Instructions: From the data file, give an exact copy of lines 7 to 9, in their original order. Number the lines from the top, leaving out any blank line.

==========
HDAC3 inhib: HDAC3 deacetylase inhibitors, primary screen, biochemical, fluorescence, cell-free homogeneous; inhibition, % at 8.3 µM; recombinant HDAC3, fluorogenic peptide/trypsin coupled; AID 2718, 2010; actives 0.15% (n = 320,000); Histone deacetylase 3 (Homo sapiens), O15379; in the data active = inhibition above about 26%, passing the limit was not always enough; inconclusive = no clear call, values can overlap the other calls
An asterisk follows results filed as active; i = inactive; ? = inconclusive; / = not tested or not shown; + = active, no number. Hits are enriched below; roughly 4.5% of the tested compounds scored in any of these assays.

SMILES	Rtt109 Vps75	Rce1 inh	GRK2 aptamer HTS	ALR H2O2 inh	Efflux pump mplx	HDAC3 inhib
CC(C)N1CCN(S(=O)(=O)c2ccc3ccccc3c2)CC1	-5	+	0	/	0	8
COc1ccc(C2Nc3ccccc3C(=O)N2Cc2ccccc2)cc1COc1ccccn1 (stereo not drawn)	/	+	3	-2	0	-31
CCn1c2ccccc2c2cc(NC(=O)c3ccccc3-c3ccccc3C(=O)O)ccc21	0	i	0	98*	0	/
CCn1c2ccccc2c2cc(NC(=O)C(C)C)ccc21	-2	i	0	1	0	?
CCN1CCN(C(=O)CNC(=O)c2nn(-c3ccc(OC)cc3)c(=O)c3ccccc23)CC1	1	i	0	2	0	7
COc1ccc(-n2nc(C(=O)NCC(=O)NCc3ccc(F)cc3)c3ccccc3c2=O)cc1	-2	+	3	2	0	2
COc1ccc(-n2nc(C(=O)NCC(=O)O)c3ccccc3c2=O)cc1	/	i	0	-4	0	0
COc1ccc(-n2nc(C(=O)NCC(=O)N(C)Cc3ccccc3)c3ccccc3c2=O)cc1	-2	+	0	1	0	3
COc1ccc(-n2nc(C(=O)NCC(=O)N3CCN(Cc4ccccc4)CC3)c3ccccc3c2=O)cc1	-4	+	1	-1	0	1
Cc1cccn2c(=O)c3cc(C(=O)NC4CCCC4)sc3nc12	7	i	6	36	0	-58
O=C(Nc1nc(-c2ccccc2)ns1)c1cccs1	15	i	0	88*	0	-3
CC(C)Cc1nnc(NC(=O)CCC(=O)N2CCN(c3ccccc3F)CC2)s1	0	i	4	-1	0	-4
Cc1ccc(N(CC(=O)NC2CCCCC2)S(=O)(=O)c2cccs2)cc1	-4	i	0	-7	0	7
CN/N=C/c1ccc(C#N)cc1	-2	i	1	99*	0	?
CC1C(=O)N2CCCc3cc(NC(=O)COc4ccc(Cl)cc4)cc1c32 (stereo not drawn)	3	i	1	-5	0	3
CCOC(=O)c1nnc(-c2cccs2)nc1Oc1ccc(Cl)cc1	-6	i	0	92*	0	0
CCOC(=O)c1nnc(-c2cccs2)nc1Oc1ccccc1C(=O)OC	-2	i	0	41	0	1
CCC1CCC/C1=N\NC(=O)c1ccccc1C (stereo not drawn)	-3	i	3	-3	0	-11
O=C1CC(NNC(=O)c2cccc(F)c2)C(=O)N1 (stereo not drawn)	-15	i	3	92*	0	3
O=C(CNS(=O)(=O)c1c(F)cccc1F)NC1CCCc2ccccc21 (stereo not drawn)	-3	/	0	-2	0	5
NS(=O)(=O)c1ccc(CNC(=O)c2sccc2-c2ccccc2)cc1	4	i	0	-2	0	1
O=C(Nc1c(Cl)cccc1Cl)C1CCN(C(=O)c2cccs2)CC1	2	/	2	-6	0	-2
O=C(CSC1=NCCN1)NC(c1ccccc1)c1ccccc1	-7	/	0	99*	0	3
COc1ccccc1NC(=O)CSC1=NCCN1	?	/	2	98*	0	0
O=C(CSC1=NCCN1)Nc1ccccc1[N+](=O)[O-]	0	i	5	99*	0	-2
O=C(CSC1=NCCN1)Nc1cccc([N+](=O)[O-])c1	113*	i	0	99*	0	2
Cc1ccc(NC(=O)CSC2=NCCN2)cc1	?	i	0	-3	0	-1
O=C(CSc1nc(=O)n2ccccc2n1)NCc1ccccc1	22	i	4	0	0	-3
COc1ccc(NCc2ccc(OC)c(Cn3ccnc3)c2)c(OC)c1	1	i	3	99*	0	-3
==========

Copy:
CCn1c2ccccc2c2cc(NC(=O)C(C)C)ccc21	-2	i	0	1	0	?
CCN1CCN(C(=O)CNC(=O)c2nn(-c3ccc(OC)cc3)c(=O)c3ccccc23)CC1	1	i	0	2	0	7
COc1ccc(-n2nc(C(=O)NCC(=O)NCc3ccc(F)cc3)c3ccccc3c2=O)cc1	-2	+	3	2	0	2